The impact of personal and organizational moral philosophies on marketing exchange relationships: A simulation using the prisoner's dilemma game [Book Review]
David Bourget (Western Ontario)
David Chalmers (ANU, NYU)
Rafael De Clercq
Ezio Di Nucci
Jonathan Jenkins Ichikawa
Jack Alan Reynolds
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Journal of Business Ethics 62 (3):253 - 265 (2005)
The purpose of this research is to examine the impact of individual and firm moral philosophies on marketing exchange relationships. Personal moral philosophies range from the extreme forms of true altruists and true egoists, along with three hybrids that represent middle ground (i.e., realistic altruists, tit-for-tats, and realistic egoists). Organizational postures are defined as Ethical Paradigm, Unethical Paradigm, and Neutral Paradigm, which result in changes to personal moral philosophies and company and industry performance. The study context is a simulation of an exchange environment using a variation of the prisoners' dilemma game. A literature review is provided in the opening section, followed by details on the simulation, discussion of the results, and the implications for theory and practice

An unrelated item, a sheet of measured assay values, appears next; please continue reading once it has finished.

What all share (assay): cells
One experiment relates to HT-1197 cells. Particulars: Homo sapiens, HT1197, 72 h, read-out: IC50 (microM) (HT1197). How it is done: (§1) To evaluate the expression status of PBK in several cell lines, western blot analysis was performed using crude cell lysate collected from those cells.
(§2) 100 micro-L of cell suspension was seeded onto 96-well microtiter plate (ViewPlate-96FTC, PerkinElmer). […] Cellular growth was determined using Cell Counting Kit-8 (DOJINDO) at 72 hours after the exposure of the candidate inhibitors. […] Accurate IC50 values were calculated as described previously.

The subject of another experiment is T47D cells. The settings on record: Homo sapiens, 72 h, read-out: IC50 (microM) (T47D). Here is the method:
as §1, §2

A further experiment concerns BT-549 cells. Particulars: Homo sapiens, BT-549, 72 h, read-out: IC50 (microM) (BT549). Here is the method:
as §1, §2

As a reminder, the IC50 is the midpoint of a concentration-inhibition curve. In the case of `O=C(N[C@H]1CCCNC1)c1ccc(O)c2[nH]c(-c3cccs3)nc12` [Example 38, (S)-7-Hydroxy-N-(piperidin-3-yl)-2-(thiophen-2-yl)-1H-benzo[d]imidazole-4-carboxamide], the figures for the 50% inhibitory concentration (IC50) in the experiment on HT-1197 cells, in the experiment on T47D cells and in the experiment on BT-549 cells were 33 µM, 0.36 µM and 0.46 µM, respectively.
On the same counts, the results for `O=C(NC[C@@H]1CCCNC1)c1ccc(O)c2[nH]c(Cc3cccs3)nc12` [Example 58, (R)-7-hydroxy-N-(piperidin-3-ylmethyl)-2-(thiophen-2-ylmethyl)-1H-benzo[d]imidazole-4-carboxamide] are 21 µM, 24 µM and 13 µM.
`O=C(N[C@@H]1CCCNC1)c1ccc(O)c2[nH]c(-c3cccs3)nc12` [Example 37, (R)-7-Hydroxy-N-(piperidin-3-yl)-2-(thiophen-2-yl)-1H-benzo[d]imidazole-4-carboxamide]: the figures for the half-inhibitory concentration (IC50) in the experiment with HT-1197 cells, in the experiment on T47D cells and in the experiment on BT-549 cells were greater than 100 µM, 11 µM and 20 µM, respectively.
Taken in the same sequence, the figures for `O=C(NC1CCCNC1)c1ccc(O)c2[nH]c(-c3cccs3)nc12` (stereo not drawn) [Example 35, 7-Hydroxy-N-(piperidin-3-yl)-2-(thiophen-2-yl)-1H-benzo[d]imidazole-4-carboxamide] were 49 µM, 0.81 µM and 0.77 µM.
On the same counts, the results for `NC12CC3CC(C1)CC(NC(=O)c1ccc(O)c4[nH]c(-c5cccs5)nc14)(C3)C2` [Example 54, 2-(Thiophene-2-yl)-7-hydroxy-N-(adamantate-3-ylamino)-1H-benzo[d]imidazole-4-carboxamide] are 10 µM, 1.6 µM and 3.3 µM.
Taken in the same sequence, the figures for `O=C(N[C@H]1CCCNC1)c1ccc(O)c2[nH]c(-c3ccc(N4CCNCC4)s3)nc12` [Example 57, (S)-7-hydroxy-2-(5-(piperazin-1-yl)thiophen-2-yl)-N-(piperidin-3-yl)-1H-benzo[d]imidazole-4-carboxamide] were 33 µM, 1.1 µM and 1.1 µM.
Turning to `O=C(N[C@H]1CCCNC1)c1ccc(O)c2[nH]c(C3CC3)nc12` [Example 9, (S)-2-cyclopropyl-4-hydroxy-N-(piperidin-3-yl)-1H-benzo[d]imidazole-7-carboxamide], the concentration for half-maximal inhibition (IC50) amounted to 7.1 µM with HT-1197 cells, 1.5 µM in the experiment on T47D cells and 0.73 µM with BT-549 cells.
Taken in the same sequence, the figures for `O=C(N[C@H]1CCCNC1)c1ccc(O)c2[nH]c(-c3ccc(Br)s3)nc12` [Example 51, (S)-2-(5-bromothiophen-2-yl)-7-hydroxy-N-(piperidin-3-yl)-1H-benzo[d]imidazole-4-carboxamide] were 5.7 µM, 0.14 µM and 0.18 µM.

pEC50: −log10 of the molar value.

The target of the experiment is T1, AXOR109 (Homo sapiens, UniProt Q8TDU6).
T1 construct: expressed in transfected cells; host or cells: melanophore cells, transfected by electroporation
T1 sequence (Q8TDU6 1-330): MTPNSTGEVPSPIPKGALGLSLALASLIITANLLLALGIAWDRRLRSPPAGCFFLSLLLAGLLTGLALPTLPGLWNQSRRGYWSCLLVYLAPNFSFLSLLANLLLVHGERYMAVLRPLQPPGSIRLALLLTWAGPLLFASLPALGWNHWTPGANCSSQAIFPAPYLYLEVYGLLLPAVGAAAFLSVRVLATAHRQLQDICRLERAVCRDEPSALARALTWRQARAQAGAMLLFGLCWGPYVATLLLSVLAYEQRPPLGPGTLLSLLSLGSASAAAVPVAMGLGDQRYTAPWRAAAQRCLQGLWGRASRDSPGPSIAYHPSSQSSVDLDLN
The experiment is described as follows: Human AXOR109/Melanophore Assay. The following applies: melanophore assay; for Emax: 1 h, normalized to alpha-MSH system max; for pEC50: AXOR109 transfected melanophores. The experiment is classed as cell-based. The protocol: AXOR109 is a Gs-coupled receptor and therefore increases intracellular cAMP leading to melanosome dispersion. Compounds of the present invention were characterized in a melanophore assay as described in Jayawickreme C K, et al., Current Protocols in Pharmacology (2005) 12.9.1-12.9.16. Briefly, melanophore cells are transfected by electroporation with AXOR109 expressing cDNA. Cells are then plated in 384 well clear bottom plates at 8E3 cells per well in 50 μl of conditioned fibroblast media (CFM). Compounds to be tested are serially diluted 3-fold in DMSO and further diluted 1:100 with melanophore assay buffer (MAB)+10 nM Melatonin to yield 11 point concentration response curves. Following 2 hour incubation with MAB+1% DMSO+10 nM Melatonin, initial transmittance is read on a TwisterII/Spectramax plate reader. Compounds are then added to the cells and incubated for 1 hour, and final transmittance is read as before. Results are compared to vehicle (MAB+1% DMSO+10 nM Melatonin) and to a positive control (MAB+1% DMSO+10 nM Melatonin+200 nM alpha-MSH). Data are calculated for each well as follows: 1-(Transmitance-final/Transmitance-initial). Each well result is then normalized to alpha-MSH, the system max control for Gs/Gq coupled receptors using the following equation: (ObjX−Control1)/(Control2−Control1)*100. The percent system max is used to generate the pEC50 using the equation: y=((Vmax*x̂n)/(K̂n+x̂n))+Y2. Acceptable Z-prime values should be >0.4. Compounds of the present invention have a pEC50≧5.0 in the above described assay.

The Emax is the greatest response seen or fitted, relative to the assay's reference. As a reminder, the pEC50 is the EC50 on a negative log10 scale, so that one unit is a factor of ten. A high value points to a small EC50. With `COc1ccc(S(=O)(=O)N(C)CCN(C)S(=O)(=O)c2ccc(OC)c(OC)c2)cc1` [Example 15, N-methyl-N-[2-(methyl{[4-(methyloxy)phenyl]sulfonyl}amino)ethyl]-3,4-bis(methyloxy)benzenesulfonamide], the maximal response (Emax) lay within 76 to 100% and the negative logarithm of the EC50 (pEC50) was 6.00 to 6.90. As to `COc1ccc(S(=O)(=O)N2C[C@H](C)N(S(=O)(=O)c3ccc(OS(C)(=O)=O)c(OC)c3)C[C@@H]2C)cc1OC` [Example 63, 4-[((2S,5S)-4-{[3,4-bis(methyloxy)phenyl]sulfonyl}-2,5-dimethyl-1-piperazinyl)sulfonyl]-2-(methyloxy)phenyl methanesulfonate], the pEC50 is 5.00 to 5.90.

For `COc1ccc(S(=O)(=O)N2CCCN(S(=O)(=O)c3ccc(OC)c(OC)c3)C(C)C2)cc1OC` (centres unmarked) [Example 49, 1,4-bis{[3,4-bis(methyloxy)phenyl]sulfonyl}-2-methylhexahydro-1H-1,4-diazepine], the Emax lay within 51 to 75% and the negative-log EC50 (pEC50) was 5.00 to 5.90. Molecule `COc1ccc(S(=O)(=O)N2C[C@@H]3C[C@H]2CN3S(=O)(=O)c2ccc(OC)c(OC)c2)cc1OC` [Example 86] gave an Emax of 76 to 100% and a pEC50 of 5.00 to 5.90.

|Keywords||moral philosophies marketing exchange relationships prisoner's dilemma game|
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References found in this work BETA
Jamie Snider, Ronald Paul Hill & Diane Martin (2003). Corporate Social Responsibility in the 21st Century: A View From the World's Most Successful Firms. Journal of Business Ethics 48 (2):175-187.
Sean Valentine & Tim Barnett (2002). Ethics Codes and Sales Professionals' Perceptions of Their Organizations' Ethical Values. Journal of Business Ethics 40 (3):191 - 200.
Patricia C. Kelley & Dawn R. Elm (2003). The Effect of Context on Moral Intensity of Ethical Issues: Revising Jones's Issue-Contingent Model. [REVIEW] Journal of Business Ethics 48 (2):139 - 154.
Ronald Paul Hill, Debra Stephens & Iain Smith (2003). Corporate Social Responsibility: An Examination of Individual Firm Behavior. Business and Society Review 108 (3):339-364.
Joseph A. Bellizzi & Ronald W. Hasty (2003). Supervising Unethical Sales Force Behavior: How Strong Is the Tendency to Treat Top Sales Performers Leniently? [REVIEW] Journal of Business Ethics 43 (4):337 - 351.
Citations of this work BETA
Cheng-Li Huang & Bao-Guang Chang (2010). The Effects of Managers' Moral Philosophy on Project Decision Under Agency Problem Conditions. Journal of Business Ethics 94 (4):595 - 611.
Cheng-Li Huang & Bao-Guang Chang (2010). The Effects of Managers’ Moral Philosophy on Project Decision Under Agency Problem Conditions. Journal of Business Ethics 94 (4):595-611.
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